These two teams haven’t won it for such a long time, they’ll be great fire on the pitch. Galway have a great back line, probably the best in the country and Waterford will really struggle with them. If Waterford wants to make any gains they’ll be looking towards the likes of Austin Gleeson, Jamie Barron, ‘Brick’ Walsh, Kevin Moran, amongst others.

On the other hand they’ll need great play from Noel Connors, Shane Fives, Kieran Bennett and Philip Mahony if they want to close down Galway’s Conor Whelan, Cathal Mannion and the Cooneys, Conor and Joseph.

Players will look to make their mark early on in the game and I think there will be some great one on one battles. It’s worth noting too that Waterford will be playing the sweeper system so this means Galway will essentially have a spare man on the pitch, where they place him will be very interesting.

Lastly Tommy, both teams have been waiting a long time to bring home the Liam McCarthy Cup, but who do you think will win this Sunday?

I think we’ll see Galway’s name on the cup purely because Waterford will not have met a team like Galway, and they’ll find Galway’s strong defence as challenge.

Also, Waterford will be lost without one of their big players, Conor Gleeson. They’ll really feel his absence as he’s a great marker, he’d pick out players doing damage. He easily could have picked up Joe Canning, it’s unfortunate he’s suspended.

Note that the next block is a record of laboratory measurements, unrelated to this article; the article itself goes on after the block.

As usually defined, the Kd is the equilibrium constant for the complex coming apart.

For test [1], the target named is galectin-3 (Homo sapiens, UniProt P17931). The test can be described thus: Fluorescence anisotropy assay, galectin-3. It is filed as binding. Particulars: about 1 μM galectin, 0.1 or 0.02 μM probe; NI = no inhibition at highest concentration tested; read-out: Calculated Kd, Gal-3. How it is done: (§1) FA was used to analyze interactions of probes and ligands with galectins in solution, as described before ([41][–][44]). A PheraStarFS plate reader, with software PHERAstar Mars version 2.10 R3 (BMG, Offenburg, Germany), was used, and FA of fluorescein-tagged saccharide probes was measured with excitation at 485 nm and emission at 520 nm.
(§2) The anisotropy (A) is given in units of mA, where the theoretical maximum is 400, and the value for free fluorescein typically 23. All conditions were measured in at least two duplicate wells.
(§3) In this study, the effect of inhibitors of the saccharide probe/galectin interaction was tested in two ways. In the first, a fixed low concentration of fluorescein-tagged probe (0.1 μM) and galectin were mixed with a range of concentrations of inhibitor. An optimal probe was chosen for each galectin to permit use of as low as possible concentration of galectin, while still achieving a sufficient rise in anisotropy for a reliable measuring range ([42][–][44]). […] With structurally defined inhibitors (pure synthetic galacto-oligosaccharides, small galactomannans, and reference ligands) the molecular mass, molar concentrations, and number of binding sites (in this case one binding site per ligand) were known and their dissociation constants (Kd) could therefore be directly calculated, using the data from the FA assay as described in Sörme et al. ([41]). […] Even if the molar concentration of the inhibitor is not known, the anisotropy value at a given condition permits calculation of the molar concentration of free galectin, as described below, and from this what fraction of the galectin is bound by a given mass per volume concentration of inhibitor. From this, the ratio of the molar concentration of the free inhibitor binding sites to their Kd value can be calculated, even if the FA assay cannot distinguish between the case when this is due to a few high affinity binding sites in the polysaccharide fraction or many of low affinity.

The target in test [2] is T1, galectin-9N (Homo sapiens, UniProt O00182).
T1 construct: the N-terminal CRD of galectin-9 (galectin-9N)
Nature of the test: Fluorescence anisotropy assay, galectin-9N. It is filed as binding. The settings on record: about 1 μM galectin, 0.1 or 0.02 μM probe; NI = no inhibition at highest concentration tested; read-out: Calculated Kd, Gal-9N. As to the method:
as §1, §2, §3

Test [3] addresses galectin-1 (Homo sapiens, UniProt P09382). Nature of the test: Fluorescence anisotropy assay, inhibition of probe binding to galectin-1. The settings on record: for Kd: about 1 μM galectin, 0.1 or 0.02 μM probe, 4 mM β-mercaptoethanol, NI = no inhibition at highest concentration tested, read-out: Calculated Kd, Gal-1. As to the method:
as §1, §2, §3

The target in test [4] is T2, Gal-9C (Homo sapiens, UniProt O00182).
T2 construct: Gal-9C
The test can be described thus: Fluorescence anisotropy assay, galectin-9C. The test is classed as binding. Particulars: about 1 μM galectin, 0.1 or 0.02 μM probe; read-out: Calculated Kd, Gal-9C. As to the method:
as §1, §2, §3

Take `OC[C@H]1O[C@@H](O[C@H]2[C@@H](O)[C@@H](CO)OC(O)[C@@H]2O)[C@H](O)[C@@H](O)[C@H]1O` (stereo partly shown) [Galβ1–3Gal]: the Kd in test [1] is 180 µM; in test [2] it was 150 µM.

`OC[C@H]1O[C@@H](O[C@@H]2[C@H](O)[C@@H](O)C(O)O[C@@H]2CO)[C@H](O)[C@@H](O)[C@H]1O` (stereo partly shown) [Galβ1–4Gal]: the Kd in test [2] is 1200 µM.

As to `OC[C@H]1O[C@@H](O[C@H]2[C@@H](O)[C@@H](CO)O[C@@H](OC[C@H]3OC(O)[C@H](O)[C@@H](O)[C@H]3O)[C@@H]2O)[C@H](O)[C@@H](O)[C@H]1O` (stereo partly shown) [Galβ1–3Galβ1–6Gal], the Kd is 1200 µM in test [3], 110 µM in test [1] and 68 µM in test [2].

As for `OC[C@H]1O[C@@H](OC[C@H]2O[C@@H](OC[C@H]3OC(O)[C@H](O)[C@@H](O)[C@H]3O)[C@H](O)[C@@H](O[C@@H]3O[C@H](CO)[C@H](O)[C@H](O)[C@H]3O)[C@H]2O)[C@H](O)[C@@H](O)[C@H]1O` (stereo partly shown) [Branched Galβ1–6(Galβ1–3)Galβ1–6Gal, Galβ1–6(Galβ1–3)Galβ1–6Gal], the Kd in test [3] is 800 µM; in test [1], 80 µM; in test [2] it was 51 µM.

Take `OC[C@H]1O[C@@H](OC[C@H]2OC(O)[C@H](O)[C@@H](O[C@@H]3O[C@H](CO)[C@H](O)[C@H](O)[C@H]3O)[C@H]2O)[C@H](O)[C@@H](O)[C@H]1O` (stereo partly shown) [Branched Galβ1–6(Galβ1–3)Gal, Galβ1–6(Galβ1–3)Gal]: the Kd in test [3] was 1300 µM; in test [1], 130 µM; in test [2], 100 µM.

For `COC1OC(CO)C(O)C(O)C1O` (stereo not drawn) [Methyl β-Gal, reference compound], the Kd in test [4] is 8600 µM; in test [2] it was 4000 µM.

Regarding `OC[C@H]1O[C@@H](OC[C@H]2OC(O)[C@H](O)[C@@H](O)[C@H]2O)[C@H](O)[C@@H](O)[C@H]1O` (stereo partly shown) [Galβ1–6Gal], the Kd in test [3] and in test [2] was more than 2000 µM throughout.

The other reason why I fancy Galway is their brilliant consistency so far. They tore Tipp apart in the League final and when it really mattered, in the All Ireland semi-final, they put them away. Galway have serious confidence this time around have matured nicely since 2015.

Honestly, I think Waterford will struggle if they don’t get an early lead in the game and I can’t see that happening against this particular Galway team. They’ve had too many near misses to not set themselves up for a win, it has all the makings for a great match and I predict the scoreboard will be tight enough.

tommy_dunne_tipp

Tommy Dunne is a  former Tipp hurler who collected one All Ireland title as captain, two Munster titles, three National Hurling League titles and three All-Star awards. 

If you are interested in more of what Tommy has to say, his opinion and analysis leading up to the All-Ireland you can read his article with the 42.ie here: http://www.the42.ie/tommy-dunne-galway-waterford-all-ireland-final-preview-3573207-Aug2017

 

By | 2017-09-02T17:21:11+00:00 September 1st, 2017|Athletic Performance, GAA|

About the Author:

Leave A Comment

WordPress Video Lightbox